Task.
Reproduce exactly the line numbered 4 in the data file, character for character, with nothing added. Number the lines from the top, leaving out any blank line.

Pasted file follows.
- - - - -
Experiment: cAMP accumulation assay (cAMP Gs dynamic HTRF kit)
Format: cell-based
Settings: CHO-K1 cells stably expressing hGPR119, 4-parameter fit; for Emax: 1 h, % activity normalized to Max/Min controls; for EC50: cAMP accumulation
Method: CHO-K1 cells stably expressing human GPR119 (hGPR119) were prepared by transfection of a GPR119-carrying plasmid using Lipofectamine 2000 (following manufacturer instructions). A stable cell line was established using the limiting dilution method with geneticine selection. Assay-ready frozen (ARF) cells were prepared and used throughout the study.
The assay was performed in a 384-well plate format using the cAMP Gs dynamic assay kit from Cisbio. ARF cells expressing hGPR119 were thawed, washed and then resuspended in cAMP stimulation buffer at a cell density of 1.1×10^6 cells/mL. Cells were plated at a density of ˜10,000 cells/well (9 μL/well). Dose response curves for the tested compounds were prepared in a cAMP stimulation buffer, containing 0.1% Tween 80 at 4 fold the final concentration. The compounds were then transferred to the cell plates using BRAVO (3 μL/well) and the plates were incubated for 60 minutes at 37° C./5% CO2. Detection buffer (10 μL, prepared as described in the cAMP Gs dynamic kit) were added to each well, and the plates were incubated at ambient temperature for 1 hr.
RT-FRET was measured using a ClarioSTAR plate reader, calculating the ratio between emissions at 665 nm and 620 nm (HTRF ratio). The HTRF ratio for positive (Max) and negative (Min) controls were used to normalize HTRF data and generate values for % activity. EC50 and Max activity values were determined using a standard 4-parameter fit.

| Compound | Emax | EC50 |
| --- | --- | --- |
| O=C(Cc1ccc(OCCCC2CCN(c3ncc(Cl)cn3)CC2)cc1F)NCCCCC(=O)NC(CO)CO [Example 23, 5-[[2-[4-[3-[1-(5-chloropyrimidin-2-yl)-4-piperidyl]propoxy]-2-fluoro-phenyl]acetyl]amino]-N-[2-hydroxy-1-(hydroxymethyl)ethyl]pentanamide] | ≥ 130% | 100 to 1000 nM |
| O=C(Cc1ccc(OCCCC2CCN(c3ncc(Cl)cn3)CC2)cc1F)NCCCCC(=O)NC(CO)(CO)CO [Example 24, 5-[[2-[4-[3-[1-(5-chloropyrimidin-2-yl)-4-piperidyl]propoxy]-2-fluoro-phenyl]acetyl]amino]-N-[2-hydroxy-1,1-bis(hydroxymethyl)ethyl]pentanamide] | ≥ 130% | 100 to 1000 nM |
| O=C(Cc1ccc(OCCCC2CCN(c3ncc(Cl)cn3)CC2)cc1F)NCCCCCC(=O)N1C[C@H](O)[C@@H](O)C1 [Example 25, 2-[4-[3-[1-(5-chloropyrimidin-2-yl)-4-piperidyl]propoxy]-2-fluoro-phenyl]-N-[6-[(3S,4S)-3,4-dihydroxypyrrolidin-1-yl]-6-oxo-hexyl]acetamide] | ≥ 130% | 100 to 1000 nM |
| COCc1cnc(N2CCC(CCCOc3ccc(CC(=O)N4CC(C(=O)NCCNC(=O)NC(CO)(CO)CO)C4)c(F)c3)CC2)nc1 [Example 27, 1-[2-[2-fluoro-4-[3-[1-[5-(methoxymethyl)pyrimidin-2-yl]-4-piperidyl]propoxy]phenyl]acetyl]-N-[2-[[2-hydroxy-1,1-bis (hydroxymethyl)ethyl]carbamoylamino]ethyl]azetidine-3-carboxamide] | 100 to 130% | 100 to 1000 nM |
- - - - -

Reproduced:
Method: CHO-K1 cells stably expressing human GPR119 (hGPR119) were prepared by transfection of a GPR119-carrying plasmid using Lipofectamine 2000 (following manufacturer instructions). A stable cell line was established using the limiting dilution method with geneticine selection. Assay-ready frozen (ARF) cells were prepared and used throughout the study.